Greek Finance Minister Yanis Varoufakis speaks at a European Council meeting in Brussells
Greece moved into new and unknown territory last night, entering into a stand-off with Germany over the extension of a Greek proposal to extend its current loan arrangement, with a number of modifications to the existing plan.
Greece currently has only enough money to meet existing commitments until the middle of next week, so presenting even a minor alteration to the existing plan is a high-stakes game. Yet it is also the central plan of the newly elected Syriza government’s program.
Syriza’s plan, as presented by Finance Minister Yanis Varoufakis, agrees to a lot of the existing conditions that govern the existing loan arrangement — which of course simply transfers EU funds to EU banks, without the money ever touching down in Greece. The willingness to “abase” themselves, as some have put it, is more apparent than real, since Varoufakis has inserted a key clause claiming the right of the country to administer its own programs, “so long as they do not impede the progress of recovery, etc”.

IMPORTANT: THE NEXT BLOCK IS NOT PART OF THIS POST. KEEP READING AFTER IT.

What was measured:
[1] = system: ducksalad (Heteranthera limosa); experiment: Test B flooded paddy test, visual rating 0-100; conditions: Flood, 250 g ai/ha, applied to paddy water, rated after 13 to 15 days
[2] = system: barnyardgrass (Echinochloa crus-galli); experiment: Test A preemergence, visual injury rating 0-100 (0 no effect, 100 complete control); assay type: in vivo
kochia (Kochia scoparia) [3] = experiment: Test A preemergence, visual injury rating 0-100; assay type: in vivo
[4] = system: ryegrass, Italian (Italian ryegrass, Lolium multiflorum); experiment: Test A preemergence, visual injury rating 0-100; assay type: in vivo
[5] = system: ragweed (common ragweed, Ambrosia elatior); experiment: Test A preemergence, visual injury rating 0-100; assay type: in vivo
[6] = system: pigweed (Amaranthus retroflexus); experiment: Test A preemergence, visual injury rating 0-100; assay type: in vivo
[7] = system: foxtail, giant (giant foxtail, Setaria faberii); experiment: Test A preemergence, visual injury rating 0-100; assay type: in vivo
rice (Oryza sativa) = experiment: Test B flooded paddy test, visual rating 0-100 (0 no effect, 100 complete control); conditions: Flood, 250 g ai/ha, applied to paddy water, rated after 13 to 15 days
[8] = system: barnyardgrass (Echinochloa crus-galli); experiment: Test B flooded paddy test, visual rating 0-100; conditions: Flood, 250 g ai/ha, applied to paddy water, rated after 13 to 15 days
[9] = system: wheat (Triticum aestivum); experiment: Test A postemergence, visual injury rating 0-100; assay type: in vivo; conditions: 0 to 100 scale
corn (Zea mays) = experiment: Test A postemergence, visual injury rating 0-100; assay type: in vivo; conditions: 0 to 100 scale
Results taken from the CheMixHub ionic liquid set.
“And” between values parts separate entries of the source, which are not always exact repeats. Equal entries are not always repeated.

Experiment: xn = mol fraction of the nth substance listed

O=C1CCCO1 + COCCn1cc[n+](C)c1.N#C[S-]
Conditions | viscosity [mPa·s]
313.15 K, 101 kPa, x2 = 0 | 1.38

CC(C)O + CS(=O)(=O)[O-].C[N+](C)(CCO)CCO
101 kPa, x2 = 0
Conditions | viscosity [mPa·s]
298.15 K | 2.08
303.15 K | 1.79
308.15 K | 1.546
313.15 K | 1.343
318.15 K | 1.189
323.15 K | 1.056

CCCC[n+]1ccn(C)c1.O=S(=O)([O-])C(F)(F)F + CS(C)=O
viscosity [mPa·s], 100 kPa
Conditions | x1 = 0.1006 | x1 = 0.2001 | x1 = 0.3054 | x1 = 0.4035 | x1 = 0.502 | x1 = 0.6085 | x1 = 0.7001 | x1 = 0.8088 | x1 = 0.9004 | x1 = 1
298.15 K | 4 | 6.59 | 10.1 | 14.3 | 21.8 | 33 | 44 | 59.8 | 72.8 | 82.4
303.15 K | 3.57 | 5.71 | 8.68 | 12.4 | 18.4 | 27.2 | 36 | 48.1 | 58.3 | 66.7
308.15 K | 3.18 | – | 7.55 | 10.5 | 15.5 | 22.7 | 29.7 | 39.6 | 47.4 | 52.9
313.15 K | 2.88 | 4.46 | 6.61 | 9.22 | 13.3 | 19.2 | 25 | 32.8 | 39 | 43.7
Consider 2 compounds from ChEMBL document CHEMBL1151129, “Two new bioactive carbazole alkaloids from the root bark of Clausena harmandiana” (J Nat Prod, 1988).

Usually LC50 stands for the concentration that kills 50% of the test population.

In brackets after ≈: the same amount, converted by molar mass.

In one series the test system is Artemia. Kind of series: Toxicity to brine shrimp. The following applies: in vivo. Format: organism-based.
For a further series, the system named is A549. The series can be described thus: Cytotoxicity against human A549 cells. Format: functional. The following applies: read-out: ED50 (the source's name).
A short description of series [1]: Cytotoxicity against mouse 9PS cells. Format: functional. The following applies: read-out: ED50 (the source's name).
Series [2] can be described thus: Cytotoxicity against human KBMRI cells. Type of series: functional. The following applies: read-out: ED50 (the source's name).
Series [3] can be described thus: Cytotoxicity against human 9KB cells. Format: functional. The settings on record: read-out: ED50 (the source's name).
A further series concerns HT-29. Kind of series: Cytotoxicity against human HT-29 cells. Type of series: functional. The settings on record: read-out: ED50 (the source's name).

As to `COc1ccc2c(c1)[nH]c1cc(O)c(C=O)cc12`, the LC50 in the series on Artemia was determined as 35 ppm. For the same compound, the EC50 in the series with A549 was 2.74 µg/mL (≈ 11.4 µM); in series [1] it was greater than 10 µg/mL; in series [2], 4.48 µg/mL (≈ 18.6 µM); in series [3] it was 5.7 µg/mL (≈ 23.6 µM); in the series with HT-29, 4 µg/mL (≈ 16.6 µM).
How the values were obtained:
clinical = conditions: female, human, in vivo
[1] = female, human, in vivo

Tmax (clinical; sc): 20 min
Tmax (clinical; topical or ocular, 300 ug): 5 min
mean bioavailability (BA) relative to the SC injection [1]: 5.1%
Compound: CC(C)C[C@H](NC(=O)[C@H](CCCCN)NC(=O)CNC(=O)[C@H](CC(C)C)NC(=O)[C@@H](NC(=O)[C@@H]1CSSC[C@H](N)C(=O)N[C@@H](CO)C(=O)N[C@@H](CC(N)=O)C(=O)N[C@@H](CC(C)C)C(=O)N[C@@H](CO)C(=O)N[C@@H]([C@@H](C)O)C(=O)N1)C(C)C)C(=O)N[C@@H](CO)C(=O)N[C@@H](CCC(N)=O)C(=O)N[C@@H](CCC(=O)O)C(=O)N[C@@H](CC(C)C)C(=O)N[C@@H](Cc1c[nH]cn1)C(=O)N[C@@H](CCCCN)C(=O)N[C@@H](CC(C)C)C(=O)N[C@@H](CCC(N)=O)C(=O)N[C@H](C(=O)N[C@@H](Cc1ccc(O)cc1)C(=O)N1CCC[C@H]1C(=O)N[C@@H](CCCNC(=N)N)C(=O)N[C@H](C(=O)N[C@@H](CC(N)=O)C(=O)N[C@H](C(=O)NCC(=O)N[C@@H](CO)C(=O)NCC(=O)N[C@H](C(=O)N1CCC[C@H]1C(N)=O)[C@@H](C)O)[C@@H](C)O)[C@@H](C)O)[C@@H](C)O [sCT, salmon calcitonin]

Since Syriza is arguing that measures such as raising pensions and wages back to penury, rather than desperation levels, would stimulate the economy and thus promote revenue, the clause is a get-out for Syriza to continue its program while negotiations over long-term restructuring of its 175% of GDP debt continue.
The letter met with vague approval in general terms from the EU, with Commissioner Jean-Claude Juncker describing it as “positive step”, but all 18 eurozone finance ministers have to agree, which is why the refusal of Germany’s Wolfgang Schaeuble to consider it as even a proposal, is key. Finland and Slovakia have also made it clear that they reject it, but Germany is really the only game in town.
The proposal was sent from Greece to the eurogroup ahead of a meeting today. Schaeuble’s rejection of it was immediate, surprising observers who believed that it would get at least consideration. However, many argue that Schaeuble acted swiftly because of the open-ended clauses in the letter, whose real intent was likely to escape the attention of some.